In the Classroom

Ritz's view: 'Freedom to teach' bill a 'Trojan horse' for charter school concept

PHOTO: Alan Petersime

Gov. Mike Pence and Republican lawmakers argue that Indiana teachers need more “freedom to teach,” and are pushing a bill that would create special schools, school districts or zones of schools to try new teaching strategies.

“For a long time education has been from the top down,” bill author Rep. Robert Behning, R-Indianapolis, said. “Under freedom to teach, the model would be more bottom up.”

But Superintendent Glenda Ritz’s lobbyist and representatives of teachers unions told the House Education Committee today that the flexibility offered in House Bill 1009, dubbed the “freedom to teach” bill, already is allowed, and they fear the bill is a “Trojan horse” to diminish unions or allow more outside companies or organizations to manage public schools.

“It’s a snappy name for a bill that is kind of sketchy,” said John Barnes, lobbying for Ritz and the Indiana Department of Education. “In school districts all over the state, they have the ability to move forward and try to be innovative. Legislation isn’t required to do it.”

House Bill 1009 allows any two teachers or a principal, superintendent or a combination to apply for grants to create schools, district or zones of schools with with extra freedoms others don’t have to try out plans designed to raise student test scores and pay higher salaries to effective teachers. Pence listed this as one of his legislative priorities in a speech in December.

An amendment to the bill introduced today added a large second element: a section that encourages schools to follow a teacher mentoring model similar to one in use this year by Indianapolis Public Schools. The district is following a program that promotes what calls an “opportunity culture” with Teach Plus, an organization that aims to get teachers involved in education policy making and North Carolina-based Public Impact.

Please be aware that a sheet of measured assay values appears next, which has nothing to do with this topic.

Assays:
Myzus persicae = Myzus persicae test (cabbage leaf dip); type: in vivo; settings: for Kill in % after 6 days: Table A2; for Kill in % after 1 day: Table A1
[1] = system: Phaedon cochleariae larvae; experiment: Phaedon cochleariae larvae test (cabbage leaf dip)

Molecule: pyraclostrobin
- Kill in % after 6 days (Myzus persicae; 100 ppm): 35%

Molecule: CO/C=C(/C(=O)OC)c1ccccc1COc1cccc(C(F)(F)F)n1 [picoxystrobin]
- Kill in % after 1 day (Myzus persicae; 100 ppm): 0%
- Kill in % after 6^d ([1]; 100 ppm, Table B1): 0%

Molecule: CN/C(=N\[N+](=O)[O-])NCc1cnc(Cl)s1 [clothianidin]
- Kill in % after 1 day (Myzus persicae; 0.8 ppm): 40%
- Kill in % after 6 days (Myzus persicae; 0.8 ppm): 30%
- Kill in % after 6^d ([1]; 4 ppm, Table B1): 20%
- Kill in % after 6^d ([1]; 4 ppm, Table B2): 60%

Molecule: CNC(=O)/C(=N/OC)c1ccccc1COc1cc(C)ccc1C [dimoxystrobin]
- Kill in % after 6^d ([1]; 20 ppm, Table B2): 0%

Mindy Schlegel, a former Indiana Department of Education official under Ritz’s predecessor Tony Bennett who now works at Public Impact, said amendment could help school districts create more excellent teachers, build career paths for them and provide better pay.

IPS Superintendent Lewis Ferebee agreed.

“”We believe through these roles and opportunities will elevate the profession,” he said.

Republicans and Democrats favored the idea that school districts should be allowed to experiment with giving teachers leadership roles. Under Public Impact’s model, teachers get paid extra for mentoring others and for teaching larger classes.

Even Vernon Smith, D-Gary, a skeptic of the bill and of school choice-style reforms generally, said he liked the idea of exploring redesigned teacher roles that could allow them to earn more money. Smith is an education professor at Indiana University Northwest.

“I think this kind of bill is onto something, but we may need to study it further,” he said. “I believe in what you are trying to do.”

But on the broader question of freeing schools or school districts from regulation to encourage innovation, union leaders portrayed the idea as essentially allowing whole school districts to act like charter schools to avoid regulations and union rules.

Although the bill was amended today to soften an anti-union provision — a prohibition on union bargaining for schools that operate more independently under the bill was dropped — the bill would still require unions to organize teachers in those schools separately from the union serving the rest of the school district.

Barnes also raised the concern that bill could allow more schools to operate under contracts with outside operators and generally would be less accountable to local voters as they would have separate authority from school boards.

“There seems to be a real overreach here in terms of local control,” Barnes said.

But Behning said teachers are always asking for more freedom.

“Educators have long said we want the ability to teach: ‘Get everything out of the way and let us do our best,’” Behning said.

The committee expects to vote on the bill on Thursday.

Other bills the committee considered were: